The Alabama Department of Public Health has an up-to-date database of hospitals’ stocks of ventilators and their availability. Harris and Ivey said the state is trying to pursue public-private partnerships to get new machines. “I’ve been notified that there are several companies in Alabama that want to be as helpful to our state as possible,” the governor said. “And keep that in mind folks, to completely change your model of business cannot happen overnight for big products like ventilators. That’s why we’re relying on public and private partnerships to fulfill our needs.”

The reality, though, is that every other state in the United States—all 50 plus D.C. and Puerto Rico—are trying to get ventilators, too. Dozens of other countries across the globe are trying to get ventilators. New York alone says it is trying to procure 30,000. Does Alabama even know how many we will need?

The federal government, according to Gov. Andrew Cuomo, has offered to supply New York with 400. You read that right. 400 out of the 15,000 it requested. “You want a pat on the back for sending 400 ventilators?” Cuomo said Tuesday. Vice President Mike Pence later Tuesday said he would ship 2,000 from the national stockpile.

But there are likely not enough ventilators in the national stockpile.

This is not just an issue in Alabama. This is an issue across the country and the globe. Companies are not producing ventilators fast enough. New York needs the ventilators this week, Cuomo said, or sooner. The state cannot wait. Alabama and other states may not be far behind.

So what’s the plan?

The plan now seems to be to hope that private companies will decide to make more ventilators. To hope that hospitals and states can find them themselves. The president has, so far, refused to invoke the Defense Production Act to order companies to make ventilators. (Though he did say Tuesday that he would use it to procure test kits.) The state of Alabama should put pressure on the president. We need ventilators. It is a matter of safety and security.

The plan now seems to be to wait and see, which could prove disastrous. We will wait to see what the federal government will do. We will follow their lead. But the pandemic snuck up on other states like New York and Louisiana, states that are now opening makeshift hospitals in convention centers and hooking up two patients to one ventilator despite that being a suboptimal solution. It will sneak up on us, too, if we don’t act now.

New York, one of the richest states in the country, has said it can’t afford the ventilators it needs because of the international bidding war. Why do we think Alabama, with its skim budgets, will be able to compete?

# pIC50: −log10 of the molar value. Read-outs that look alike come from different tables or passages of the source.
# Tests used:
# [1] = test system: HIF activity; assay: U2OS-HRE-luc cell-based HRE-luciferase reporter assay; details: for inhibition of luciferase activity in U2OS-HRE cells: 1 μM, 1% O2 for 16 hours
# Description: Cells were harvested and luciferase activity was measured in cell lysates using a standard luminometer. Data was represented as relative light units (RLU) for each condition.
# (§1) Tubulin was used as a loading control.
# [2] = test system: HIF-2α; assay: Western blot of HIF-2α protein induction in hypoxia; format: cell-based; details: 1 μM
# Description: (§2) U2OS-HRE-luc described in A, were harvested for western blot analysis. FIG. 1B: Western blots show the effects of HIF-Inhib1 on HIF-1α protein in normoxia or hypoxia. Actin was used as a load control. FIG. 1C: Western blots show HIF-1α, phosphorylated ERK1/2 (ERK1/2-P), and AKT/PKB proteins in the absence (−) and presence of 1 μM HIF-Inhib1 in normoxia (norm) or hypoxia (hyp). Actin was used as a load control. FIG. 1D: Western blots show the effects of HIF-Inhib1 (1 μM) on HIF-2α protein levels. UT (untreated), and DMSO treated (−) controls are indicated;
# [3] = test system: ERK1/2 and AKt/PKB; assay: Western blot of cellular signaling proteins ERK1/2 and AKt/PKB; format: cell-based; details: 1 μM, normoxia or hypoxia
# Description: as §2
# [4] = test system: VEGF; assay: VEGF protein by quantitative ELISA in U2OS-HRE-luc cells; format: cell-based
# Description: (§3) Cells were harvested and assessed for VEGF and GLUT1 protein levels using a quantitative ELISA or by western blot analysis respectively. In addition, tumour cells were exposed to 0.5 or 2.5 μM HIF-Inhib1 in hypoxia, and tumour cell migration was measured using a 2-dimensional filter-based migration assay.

The state has not provided a detailed plan of how it plans to get ventilators. Will we buy them? Will we rent them? Will the state pay companies here to begin producing them? These are the answers we need now. And we need clear answers. Because if we are not planning ahead, we need to know. If we are, we need to know.

Alabama cannot be at the last of the pack when so much is at stake.

 

Chip Brownlee is a former political reporter, online content manager and webmaster at the Alabama Political Reporter. He is now a reporter at The Trace, a non-profit newsroom covering guns in America.

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Education

Alabama declines to release COVID-19 data associated with child care centers

APR has asked for that data and whether ADPH was aware of the number of cases associated with child care centers statewide.

Eddie Burkhalter

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It was unclear Tuesday the number of confirmed cases of COVID-19 there have been among staff, children and relatives associated with child care facilities in Alabama, because the Alabama Department of Public Health declined to release that data.

“All cases of COVID-19 are required to be reported to the Alabama Department of Public Health under notifiable disease laws. ADPH is aware of cases in entities such as child care but does not report separately from other data,” said Dr. Karen Landers, assistant state health officer, in a message to APR on Tuesday.

APR has asked for that data and whether ADPH was aware of the number of cases associated with child care centers statewide.

Landers noted that ADPH does provide the percentage of cases among age ranges, however. There had been approximately 2,628 confirmed COVID-19 cases among Alabama children 4-years-old and younger as of Monday, according to ADPH’s dashboard, but the department doesn’t specify which of those cases are associated with child care centers, and it was unclear how many cases there have been among relatives or workers connected to child care centers.

While children 10-years-old and older can efficiently transmit COVID-19 to others, the Centers for Disease Control and Prevention in a recent report note that “limited data are available on SARS-CoV-2 transmission from young children, particularly in child care settings.”

The Sept, 18 CDC report looked at three COVID-19 outbreaks in child care facilities in Salt Lake County, Utah, during April 1 through July 10, and found that the 12 children who contracted the disease spread it to at least 12 others outside the centers, and one parent was hospitalized with coronavirus.

In one facility, researchers confirmed five cases among workers and two among children. One of those children, aged 8 months, transmitted COVID-19 to both parents, the report notes. Many of the children had mild symptoms or none at all, researchers found.

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“COVID-19 is less severe in children than it is in adults, but children can still play a role in transmission,” the report reads. “The infected children exposed at these three facilities had mild to no symptoms. Two of three asymptomatic children likely transmitted SARS-CoV-2 to their parents and possibly to their teachers.”

While Alabama’s Department of Public Health isn’t releasing data on cases associated with child care centers, many other states are, including Texas, South Carolina, North Carolina, California, Minnesota and Massachusetts.

There have been 332 confirmed cases, two deaths and 14 separate outbreaks associated with child care centers in North Carolina, according to the North Carolina Department of Health and Human Services.